Opinion: The Problem with Kanye West

Maggie Turner, Features Editor

It’s a known fact that Kanye West is no stranger to controversy. From calling out President George W. Bush, interrupting Taylor Swift at the 2009 VMAs, and even running for President, his long timeline of divisive behavior has been passed off as an outcome to his diagnosed Bipolar mental illness or as part of his “artistic genius.” However, his recent behavior is none of these but dangerous rhetoric that will only cause more harm. 

At Paris Fashion Week this last month, West, now legally known as Ye, held a surprise collection from his brand YZY. In an intimate setting, he staged 30 looks for his first collection since late 2019. However, this wasn’t the main takeaway. During the show, people were met with shock and horror as the back of Ye’s shirt read an inconceivable statement: “White Lives Matter.” Wearing this along with him was conservative influencer and commentator Candace Owens, with other black models forced to carry the phrase on their backs as well. When Vogue fashion editor Gabriella Karefa-Jones spoke out about her distaste for the message, West launched a vitriolic bullying campaign across his Instagram, saying “This is not a fashion person.”

Ye is known for shock value, but this recent behavior is inexcusable. In a world currently driven by divisive, radical behavior, Ye has just fanned the flames. “White Lives Matter” has been characterized as a white supremacist phrase since 2015 by the Anti-Defamation League. Groups like the Ku Klux Klan and the Aryan Renaissance League have also employed the phrase. To the many trying to credit the shirt as part of his art is a lazy attempt to justify his words. There is no “subversive genius” in racism and allusions to white supremacy, but only a crazed attempt to try and bring attention to his own troubles, ones that should be kept far away from the free reign in social media, another abuse of power he has employed. In his now locked Instagram account, Ye has shared countless now-deleted pictures of text exchanges and Notes- app screenshots of conversations with others, but no real explanation for the shirt. “WHEN I SAID WAR I MEANT WAR,” he wrote on October 4th. His words seem to be an ocean of hate, mobilized towards anyone who speaks out about his behavior. When will we recognize his words as hate speech? When will we take a stand and move against his anti-blackness?

Ye is an artist with a vast history, a creative catalog that spans decades of work. I, for one, love his music. Many do. But there comes a time when one must detach themselves from the artist, and many of Ye’s fans never seem to realize this disconnect. I hear words on social media like “artistic genius,” “freethinker,” or “visionary,” but his recent behavior undermines this thinking. How is he any different from the same ideologies employed by black conservatives like his new partner Candace Owens? Ye has the same mindset, only now more entrenched in his own narcissism, he himself believing he found new insight. Just four years ago he stated slavery was a choice, and that racism was a now outdated concept. Why has he been allowed to keep going with this self-destructive thought, and how is his recent action any more forward-thinking or artistically heightened? The answer lies within the people that lift him up for these comments and support him blindly, validating his sick actions.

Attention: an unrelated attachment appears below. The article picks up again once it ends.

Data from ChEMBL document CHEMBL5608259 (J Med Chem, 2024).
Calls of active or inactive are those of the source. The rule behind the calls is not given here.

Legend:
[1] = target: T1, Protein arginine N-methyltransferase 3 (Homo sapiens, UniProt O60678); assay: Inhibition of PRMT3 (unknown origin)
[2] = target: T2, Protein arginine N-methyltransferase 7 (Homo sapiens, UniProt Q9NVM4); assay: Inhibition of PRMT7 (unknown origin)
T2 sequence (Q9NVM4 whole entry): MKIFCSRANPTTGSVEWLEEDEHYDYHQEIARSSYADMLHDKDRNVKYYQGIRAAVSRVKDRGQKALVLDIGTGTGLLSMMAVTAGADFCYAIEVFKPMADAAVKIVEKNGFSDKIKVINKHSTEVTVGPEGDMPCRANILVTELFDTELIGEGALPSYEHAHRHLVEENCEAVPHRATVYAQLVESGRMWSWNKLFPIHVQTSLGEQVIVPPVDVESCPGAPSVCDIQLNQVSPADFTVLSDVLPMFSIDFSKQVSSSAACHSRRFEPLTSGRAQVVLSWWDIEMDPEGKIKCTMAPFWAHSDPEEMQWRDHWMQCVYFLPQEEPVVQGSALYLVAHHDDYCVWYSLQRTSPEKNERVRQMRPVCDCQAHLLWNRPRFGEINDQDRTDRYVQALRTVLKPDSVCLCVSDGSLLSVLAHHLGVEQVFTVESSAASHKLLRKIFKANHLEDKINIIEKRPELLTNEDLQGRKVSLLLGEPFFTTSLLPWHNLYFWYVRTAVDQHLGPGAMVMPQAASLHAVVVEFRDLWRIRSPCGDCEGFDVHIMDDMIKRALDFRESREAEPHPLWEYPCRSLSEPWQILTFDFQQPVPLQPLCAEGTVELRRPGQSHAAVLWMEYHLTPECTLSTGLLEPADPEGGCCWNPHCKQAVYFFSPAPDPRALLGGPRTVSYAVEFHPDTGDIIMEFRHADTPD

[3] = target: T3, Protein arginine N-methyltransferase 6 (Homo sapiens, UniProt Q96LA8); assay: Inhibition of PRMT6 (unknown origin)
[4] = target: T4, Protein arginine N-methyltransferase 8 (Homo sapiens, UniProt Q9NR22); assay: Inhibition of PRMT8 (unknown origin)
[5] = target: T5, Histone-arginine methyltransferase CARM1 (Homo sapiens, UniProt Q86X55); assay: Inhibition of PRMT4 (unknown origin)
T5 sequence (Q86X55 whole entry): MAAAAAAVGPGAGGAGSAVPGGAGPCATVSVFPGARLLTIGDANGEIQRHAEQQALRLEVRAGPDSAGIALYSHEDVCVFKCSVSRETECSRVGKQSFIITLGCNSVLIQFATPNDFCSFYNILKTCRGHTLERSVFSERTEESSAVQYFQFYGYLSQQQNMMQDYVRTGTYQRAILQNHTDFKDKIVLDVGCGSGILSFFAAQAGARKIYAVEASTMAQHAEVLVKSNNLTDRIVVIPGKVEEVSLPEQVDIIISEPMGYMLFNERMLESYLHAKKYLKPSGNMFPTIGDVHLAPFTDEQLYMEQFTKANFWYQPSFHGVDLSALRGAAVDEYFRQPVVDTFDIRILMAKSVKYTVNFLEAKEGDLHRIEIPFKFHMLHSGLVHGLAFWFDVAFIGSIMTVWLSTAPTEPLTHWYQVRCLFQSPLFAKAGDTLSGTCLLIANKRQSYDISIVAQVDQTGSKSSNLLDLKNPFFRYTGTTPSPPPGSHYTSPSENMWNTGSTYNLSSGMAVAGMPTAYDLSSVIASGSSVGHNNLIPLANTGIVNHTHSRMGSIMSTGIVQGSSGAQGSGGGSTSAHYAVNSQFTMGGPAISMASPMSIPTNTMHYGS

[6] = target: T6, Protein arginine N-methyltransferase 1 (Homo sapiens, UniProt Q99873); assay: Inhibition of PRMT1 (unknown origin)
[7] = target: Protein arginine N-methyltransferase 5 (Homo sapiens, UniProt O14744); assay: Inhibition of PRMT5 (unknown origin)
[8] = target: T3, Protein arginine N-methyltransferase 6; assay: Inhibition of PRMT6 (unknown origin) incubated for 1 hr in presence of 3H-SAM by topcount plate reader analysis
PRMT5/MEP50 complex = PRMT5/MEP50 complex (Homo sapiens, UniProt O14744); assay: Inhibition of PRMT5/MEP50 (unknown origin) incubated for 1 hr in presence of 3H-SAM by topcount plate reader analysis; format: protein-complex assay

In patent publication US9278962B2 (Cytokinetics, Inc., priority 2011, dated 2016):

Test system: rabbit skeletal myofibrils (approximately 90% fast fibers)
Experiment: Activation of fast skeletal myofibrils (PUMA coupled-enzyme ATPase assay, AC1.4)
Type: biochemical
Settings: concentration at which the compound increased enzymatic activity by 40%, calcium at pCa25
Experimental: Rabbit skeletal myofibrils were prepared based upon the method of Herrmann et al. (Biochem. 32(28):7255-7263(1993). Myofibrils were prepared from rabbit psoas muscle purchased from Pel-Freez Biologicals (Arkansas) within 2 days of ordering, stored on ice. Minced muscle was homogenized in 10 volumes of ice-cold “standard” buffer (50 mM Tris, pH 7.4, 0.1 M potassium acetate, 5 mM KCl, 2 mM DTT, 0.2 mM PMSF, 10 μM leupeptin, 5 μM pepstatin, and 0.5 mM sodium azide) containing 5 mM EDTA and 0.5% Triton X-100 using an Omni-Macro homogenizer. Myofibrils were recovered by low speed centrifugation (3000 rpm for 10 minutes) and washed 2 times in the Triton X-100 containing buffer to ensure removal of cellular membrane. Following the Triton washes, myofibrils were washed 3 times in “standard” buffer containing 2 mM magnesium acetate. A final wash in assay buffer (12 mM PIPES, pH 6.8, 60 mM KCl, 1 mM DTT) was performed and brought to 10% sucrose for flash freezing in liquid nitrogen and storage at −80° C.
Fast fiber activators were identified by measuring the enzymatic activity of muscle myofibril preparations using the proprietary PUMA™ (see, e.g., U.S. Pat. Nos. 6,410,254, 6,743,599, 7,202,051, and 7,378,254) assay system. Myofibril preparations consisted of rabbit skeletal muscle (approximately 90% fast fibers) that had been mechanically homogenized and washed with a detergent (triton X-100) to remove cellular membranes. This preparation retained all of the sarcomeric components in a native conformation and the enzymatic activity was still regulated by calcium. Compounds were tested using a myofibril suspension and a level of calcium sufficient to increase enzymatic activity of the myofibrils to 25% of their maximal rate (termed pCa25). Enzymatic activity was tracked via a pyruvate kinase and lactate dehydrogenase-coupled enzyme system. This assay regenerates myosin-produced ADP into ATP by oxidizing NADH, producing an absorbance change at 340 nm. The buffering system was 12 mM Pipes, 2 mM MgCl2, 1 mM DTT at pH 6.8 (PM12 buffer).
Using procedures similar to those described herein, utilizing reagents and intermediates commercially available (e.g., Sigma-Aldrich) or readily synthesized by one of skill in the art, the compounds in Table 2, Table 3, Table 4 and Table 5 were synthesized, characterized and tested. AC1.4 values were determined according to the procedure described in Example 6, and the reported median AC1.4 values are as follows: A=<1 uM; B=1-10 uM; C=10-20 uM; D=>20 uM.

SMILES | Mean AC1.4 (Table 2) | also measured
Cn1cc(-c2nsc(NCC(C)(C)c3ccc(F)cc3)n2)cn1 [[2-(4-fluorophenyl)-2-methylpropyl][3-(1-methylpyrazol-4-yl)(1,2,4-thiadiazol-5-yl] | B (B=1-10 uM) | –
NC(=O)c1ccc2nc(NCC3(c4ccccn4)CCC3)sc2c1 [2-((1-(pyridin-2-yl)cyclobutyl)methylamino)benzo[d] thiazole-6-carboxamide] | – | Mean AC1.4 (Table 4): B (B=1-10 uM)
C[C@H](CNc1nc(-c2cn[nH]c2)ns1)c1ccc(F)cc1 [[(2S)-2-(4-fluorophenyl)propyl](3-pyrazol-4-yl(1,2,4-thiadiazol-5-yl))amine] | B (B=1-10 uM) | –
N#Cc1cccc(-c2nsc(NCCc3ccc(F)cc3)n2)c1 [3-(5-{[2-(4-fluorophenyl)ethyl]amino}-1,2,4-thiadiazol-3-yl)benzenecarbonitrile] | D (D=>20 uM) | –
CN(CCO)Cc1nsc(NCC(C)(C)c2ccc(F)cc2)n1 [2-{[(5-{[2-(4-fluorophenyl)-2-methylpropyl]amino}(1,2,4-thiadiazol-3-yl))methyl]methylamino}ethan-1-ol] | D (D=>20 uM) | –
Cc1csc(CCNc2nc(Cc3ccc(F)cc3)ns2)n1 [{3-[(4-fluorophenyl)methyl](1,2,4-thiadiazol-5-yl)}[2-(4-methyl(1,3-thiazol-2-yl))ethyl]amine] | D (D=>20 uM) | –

After the outcry over his show in Paris, Ye sat down with Tucker Carlson of Fox News for an interview. In response to why he made the shirt, he said, “Because, they do. It’s the obvious thing.” Ye acts as if this is his creed–that extremism he spreads is enlightening, while in reality it is just a weak attempt at creating racial division and bringing attention to himself. But this action did not just stop with White Lives Matter. After being suspended from Instagram, Ye moved to Twitter, immediately moving to an anti-Semitic attack, saying “when I wake up I’m going death con 3 on JEWISH PEOPLE.” While this was swiftly deleted in violation of the app’s policies, prospective Twitter owner Elon Musk still welcomed him back to the app in another tweet, replying, “Welcome back to Twitter, my friend!” In a time when we must be keenly vigilant and aware that our actions can give way to violence, especially on social media, Musk sets a dangerous example that encourages this exclusionary and hateful behavior. Aside from blatant anti-Semitism, Ye and other supporters create a harmful rhetoric catered to his mass of supporters, focused on misinformation and hate.

If this whirlwind of social media craze over the past week has led to any discussion, we must realize we cannot ignore the effects of Kanye West’s words any longer. Prominent brands like Adidas, Balenciaga, Gap, Vogue have all cut ties with him, along with his personal lawyers and talent agency, signaling the swift consequences of his actions. Anti-blackness and anti-Semitism do not just stem from mental health issues, but signal a deeper hate for the respective parties. Instead of avoiding these actions or trying to justify them–we must look towards taking a stand on denouncing hate speech. This isn’t just “one of Kanye’s antics,” but a wake-up call for us all to call others out when necessary.